‘Nuke’ why should roads by owned by the state ? Are you against the private ownership of roads ? If someone wants to travel for a to b they should pay the cost why should tax payers pay for roads they may never get to use. Let the free market decide.

  88. Bill,

    The law recognises eminent domain. It is supported by most Australians.

    What Peter Spencer is saying is that just terms of compensation for the use of eminent domain have been, so far, successfully avoided by a face value loophole.

    The law also recognises just terms, and most Australians also support this.

    If there are no just terms, please explain what protection from confiscation your property has?

    “‘Nuke’ why should roads by owned by the state ? Are you against the private ownership of roads ? If someone wants to travel for a to b they should pay the cost why should tax payers pay for roads they may never get to use. Let the free market decide.”

    Precisely. Let the market decide who pays for carbon, not a Federal-State quid pro quo.

  89. Writing the comment above got me thinking and made me angry – as a libertarian I thought to my self why are some of my tax dollars used as subsidies to farmers and rural areas !
    Why to farmers get money when it does not rain, or when it rains too much – theses sort of issues should be covered by them either self insuring or taking out a policy.
    Why do my tax dollars subsidies rural telephony and internet services – if they want them pay full price.
    Roads, medical services, schooling heaps are taken from my pocket and given to someone else because they live in rural areas. Is this right ?
    I insure my house, my business, my health , my life, I have never claimed dole or benefits, yet I am paying to much tax to support those that seem to expect the state to look after them rather than relying on themselves.

  90. Bill misses the point.
    It is not about subsidising the farmer it is about taking the rights of a farmer or home owner away from us. I am not a farmer and nor would I ever be but I am sure worried what the government can now do with my home and land (no deeds anymore, Brigalow Corp etc) It is coming.
    But I do respect your view (as limited as I see it).
    This brings up another change on the horizen. Look at the filtering on porno etc sites. I think it is probably good especially for those people who have not taught their children the delete button and change the channel theory. However, the next thing will be this style of forum and radio talk back “fitering”. Look at the damage done by the radio talk back responces to the (almost) ETS tax burdon. I voted for Rudd, I was looking for something new and difference, well like many others who voted for him, We are now in shock.
    As a foot note to filtering. Some of you would be aware of the pending filtering. censorship of the american radio talk back industry by Obama.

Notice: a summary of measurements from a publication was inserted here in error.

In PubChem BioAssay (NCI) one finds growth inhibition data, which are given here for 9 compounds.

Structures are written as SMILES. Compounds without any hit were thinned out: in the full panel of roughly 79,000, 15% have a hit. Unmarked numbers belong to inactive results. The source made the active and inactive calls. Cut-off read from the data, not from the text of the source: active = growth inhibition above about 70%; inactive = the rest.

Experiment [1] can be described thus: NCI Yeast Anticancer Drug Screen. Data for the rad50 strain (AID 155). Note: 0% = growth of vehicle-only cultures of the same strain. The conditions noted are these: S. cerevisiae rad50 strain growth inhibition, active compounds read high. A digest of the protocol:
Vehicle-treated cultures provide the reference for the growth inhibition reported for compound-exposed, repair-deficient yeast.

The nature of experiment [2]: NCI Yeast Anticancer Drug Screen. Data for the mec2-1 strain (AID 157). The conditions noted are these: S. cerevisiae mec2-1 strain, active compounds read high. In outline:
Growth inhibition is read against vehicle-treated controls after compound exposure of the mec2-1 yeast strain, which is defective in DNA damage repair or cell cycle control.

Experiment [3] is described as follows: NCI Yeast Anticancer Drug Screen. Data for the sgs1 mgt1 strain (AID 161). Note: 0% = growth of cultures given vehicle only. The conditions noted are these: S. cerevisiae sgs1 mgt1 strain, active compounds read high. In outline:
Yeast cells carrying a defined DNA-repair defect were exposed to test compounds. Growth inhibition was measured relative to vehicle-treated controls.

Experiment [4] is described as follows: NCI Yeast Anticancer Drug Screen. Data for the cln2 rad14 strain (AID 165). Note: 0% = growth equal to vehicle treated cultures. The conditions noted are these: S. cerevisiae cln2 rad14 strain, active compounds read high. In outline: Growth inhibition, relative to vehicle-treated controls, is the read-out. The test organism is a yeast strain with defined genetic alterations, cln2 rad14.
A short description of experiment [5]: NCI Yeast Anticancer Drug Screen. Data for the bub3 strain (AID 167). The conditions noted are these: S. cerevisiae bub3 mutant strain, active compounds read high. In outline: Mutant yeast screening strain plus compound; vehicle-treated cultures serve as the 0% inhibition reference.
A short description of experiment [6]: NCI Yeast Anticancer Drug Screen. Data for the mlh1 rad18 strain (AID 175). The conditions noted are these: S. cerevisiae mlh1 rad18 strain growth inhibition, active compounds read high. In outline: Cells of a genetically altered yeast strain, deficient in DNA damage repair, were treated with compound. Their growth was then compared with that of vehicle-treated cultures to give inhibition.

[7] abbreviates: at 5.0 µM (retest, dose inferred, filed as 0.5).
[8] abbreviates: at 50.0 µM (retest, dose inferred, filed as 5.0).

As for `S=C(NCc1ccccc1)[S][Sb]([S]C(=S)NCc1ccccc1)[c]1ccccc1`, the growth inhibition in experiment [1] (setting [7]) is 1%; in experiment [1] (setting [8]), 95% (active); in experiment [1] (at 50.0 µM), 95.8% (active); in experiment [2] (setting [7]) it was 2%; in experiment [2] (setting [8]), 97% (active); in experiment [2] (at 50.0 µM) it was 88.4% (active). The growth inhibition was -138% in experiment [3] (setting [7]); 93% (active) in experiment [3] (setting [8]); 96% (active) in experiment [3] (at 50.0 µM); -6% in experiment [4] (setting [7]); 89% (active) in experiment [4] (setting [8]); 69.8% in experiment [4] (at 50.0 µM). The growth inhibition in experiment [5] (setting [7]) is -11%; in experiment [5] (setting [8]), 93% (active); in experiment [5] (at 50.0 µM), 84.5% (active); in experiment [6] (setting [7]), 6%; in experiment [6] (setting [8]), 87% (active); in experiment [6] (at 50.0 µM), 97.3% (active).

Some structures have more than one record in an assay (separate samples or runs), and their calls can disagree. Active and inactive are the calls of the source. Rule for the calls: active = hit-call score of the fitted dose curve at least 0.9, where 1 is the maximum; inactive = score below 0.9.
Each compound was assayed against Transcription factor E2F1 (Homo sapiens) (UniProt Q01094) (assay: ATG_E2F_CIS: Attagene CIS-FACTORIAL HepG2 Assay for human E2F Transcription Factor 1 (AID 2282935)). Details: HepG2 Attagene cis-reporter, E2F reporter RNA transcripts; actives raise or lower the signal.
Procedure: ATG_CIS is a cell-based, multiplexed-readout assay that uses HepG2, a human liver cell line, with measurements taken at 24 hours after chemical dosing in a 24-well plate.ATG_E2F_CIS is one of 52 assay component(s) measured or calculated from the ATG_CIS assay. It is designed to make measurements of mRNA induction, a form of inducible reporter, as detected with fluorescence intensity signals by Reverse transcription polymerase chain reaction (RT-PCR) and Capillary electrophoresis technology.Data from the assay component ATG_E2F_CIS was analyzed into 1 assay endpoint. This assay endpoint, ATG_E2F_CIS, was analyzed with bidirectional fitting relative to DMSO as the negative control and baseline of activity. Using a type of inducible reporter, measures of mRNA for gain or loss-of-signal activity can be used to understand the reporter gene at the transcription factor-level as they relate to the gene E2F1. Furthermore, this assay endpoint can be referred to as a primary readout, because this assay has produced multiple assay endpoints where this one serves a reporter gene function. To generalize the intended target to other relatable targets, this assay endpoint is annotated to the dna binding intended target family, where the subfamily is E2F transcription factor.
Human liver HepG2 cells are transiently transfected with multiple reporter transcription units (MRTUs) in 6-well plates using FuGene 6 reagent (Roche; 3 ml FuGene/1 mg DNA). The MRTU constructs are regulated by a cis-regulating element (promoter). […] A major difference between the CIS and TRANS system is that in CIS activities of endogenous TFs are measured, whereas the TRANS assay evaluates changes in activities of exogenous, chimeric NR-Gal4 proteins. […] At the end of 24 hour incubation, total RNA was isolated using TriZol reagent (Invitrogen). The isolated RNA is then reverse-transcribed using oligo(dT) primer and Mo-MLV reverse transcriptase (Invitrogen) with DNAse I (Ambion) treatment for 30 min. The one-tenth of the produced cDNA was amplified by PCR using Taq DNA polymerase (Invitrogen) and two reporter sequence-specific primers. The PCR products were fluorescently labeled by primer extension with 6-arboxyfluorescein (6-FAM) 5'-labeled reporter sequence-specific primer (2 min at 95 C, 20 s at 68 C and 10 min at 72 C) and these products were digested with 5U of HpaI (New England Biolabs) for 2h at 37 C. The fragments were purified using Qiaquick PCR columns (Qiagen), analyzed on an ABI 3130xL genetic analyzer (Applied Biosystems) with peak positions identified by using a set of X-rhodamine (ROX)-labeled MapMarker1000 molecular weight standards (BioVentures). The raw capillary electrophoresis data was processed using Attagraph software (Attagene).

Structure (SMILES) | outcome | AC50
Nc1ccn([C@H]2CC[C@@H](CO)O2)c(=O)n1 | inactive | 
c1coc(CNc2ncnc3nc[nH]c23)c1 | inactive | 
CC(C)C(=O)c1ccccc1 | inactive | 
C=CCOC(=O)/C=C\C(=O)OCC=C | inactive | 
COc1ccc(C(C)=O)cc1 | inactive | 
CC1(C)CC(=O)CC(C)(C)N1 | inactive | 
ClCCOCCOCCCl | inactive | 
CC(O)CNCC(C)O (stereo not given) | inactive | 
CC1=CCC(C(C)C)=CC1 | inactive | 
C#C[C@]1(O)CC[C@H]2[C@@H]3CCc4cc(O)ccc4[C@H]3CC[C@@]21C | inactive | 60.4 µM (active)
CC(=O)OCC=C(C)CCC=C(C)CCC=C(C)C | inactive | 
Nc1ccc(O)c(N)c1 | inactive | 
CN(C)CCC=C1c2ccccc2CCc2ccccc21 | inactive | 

91. Bill, I have no trouble with the concept of private roads. I am a minarchist who believes that governments should be limited to things like roads, and other properties called public. Instead of completely removing governments, I think we should downsize them, keep them off all private property, and force them to be responsible- i.e., offer services that people have the option of selecting, or not selecting. No taxes or conscription!! As the owner, on the public’s behalf, of public roads, governments could charge for the use of these lands (car licences, etc.)
    And I agree that Peter Spencer should not be compensated- because the government shouldn’t be able to do anything to his property in the first place! Give back to property-owners the right to use property as they want!

  92. I think his protest is too little too late .. Is he concerned when police impound peoples cars and sell them at auction ( admittedly for breaking the law ) or is it just when it effects farmers . Wake up Australia it should be us who tell the politicians what to do. Not the other way around . they do work for us !!!!!

  93. I have just watched TodayTonight and finally, but finally, there is an honest representation on television about Peter’s plight. There is a poll happening on their site too.

    However, I am more than a little emotional having seen Peter up there and knowing K.Rudd is ignoring him AND US as the people of this country.

    I would like you to come down Peter. I don’t want to hear that you have died, I would like to see you go on to give the pathetic excuse for government in this country HELL.

    There are many of us here and now we know they make decisions to suit themselves and how they are seen on the world stage.

    Howard wasn’t game enough to sign Kyoto we know, but Rudd rushed to the table with a pen in his hand. My husband and I can’t wait to get rid of Rudd but where to from there?

    And, where is Rudd, in ‘conference’ with his spin doctors no doubt. I wonder how it will spin?

  94. Bill
    The *intent* of what you are advocating is not to give government total arbitrary power, but that’s the *effect*. It’s not about a government power to control “anything”, it’s about a power to control *anything it wants to* and that’s precisely what’s happening.

    In the noise example, the limitation is against affecting other people’s person or property, and it is therefore within libertarian reasoning and therefore within limit.